I could say fourteen years, or even twenty five years if you like. The original songs were written back in the late 80s and early 90s when I was a student at Adelphi University. Twelve of them were eventually woven into the story when I wrote the novel back in 2002. It took me four months to write the complete story, then another year to find a fabulous editor (Jeannette de Beauvoir) and make the necessary changes to perfect the writing.
I spent two years seeking a literary agent, eight months making further revisions for the agent… and then I hit a wall with her when she insisted that I turn a PG-rated novel into something hard core in order for her to sell it to a publisher as “adult fiction.” I tried to meet her halfway, but ultimately I couldn’t satisfy her, nor did I wish to compromise my personal values by muddying the book with requested graphic bedroom scenes and tales of drug abuse.
I shelved the project again for years (aside from periodic editing), but never gave up hope that I’d someday see it published. I’m immensely proud that I stuck with it until the right publishing opportunity came along.
10) Did you suffer from writer’s block at any stage? How did you overcome it?
Writer’s block was never an issue for me. I knew who my characters were and where the story was headed. Every night I could sit down at my desk and write that next scene, or chapter. Fierce determination helped me to get the story completed without any mental roadblocks.
If there was a day when I wasn’t feeling energized, or inspired, I’d conduct a little research on some aspect of the time period (the early 1990s) when the story takes place. I can’t recall a single day during the writing of the book that I didn’t achieve something positive.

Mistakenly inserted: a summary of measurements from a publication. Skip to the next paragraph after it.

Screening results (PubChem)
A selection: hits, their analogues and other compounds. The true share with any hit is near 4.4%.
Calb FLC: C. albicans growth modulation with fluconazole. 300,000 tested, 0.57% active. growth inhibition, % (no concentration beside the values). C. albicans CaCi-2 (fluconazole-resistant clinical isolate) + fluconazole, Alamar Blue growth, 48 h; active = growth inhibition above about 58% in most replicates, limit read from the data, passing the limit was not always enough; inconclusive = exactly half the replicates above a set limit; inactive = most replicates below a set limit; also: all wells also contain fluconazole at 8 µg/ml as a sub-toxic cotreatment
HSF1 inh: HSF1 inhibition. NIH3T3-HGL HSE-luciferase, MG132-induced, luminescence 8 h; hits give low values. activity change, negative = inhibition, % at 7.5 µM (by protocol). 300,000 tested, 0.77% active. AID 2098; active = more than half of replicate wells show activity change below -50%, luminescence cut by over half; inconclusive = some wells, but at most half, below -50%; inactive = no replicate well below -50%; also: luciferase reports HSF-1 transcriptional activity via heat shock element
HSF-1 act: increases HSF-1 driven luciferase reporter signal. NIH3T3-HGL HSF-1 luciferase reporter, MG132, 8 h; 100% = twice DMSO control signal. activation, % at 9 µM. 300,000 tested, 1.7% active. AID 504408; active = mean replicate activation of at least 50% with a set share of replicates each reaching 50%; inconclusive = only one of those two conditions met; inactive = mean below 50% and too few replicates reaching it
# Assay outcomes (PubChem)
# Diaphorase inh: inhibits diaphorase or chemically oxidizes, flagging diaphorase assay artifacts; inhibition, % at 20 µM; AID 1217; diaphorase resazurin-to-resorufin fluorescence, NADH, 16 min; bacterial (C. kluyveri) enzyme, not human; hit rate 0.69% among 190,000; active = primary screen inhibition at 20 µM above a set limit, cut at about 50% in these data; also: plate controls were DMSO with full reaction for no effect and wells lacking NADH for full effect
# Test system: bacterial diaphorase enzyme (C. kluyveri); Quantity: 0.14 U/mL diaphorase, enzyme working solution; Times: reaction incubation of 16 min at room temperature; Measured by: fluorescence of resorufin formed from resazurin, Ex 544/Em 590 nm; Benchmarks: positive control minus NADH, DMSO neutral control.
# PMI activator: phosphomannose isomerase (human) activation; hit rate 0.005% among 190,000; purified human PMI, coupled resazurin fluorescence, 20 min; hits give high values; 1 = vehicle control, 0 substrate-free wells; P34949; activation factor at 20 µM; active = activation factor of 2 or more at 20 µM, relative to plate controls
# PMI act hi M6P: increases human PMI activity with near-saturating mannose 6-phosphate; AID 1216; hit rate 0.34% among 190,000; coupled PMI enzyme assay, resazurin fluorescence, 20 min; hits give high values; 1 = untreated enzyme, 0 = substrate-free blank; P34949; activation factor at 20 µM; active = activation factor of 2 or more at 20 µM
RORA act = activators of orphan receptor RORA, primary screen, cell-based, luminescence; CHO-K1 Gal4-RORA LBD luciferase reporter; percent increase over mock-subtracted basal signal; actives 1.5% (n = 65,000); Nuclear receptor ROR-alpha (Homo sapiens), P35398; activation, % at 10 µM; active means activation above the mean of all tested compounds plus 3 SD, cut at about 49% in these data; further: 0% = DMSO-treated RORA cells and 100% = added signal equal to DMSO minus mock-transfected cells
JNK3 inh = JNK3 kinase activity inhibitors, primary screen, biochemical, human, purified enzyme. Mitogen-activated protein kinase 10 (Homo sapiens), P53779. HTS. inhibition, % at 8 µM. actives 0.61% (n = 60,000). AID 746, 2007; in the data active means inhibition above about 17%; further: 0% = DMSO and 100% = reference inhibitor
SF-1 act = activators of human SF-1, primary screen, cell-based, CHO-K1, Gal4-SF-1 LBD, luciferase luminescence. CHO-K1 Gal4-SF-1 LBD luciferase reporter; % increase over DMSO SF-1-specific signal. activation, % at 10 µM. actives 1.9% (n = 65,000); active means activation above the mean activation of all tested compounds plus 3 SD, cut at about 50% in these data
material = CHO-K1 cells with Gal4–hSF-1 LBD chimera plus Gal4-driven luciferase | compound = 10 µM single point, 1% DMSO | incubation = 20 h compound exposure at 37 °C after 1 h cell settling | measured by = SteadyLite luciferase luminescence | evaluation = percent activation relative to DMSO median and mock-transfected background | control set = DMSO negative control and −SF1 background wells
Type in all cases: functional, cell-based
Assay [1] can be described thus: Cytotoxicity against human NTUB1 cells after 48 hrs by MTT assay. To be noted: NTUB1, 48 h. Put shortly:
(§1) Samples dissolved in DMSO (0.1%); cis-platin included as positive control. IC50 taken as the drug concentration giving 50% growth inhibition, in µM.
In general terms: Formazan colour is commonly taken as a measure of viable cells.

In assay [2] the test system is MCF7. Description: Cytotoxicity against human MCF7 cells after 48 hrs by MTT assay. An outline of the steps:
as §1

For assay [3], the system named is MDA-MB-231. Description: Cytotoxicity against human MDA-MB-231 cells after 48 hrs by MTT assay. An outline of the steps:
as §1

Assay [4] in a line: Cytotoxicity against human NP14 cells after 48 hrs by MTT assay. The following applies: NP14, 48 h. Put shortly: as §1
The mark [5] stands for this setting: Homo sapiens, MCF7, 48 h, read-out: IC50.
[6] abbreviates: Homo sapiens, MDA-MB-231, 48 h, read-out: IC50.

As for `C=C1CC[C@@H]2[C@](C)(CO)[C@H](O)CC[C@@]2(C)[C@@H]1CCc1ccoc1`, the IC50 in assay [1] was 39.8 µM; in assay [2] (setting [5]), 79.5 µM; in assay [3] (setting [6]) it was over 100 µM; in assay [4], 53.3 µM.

11) How did you come up with the name(s)for your lead character(s)?
Johnny Elias is my protagonist. I knew that he was destined for musical stardom and I needed a name that sounded like it could be both someone’s real name and one that could work for a star without him having to change it later on.
The name Johnny is mythical in rock & roll. We have Johnny B Goode (the Chuck Berry song), Johnny Cash, Johnny Mathis, Johnny Rotten, John Lennon, John Bon Jovi and countless others. So Johnny it was.
Elias was a name that just seemed to flow nicely with Johnny. I spent maybe an hour weighing a handful of last names that I had shortlisted before settling on Elias.
12) Can you give us an insight into your main character (s), What makes them tick?
Johnny Elias begins the story as a college student from Brooklyn who grew up his whole life without any sense of permanence or stability. He lived in a series of foster homes. He’s only recently found a part-time job and a place of his own. He’s fallen head-over-heals for a young woman (Megan Price) who is clearly out of his league, but who he finds great happiness and ultimately inspiration when her betrayal becomes the subject of his very first song composition.
Devoid of a real family, Johnny finds comfort and stability in listening to the great singer-songwriters of the pop music era. He grows up worshiping Paul Simon, Bob Dylan, The Beatles, etc. But from a fan’s perspective, stardom is the pinnacle of life… until he experiences celebrity from the other side.
13)If your book was made into a film, who would you love to play the lead character(s)?
For Johnny Elias, it would have to be someone with musical ability. An actor in his 20s who can sing, but also be convincing as the sensitive songwriter that he is. Perhaps someone like Chris Pine.
For Megan Price, I’m picturing a young, blonde haired actress. Emily Blunt might fit the bill.
And for the manipulative Catherine Price, Glenn Close would be my first choice.
14) Did you get anyone in particular to read your work before sending it to the publisher i.e family member, friend etc?
I had friends and family who read the initial manuscript when I’d first completed it back in 2002. The compliments were fantastic, but what I really needed was someone not afraid to be critical with me and enable me to really improve the dialog and the story flow.
Hiring an editor was one of the best decisions I ever made. I later got helpful feedback from my literary agent, and from some friends who are successful authors. I owe them all a measure of gratitude for helping me to perfect the work.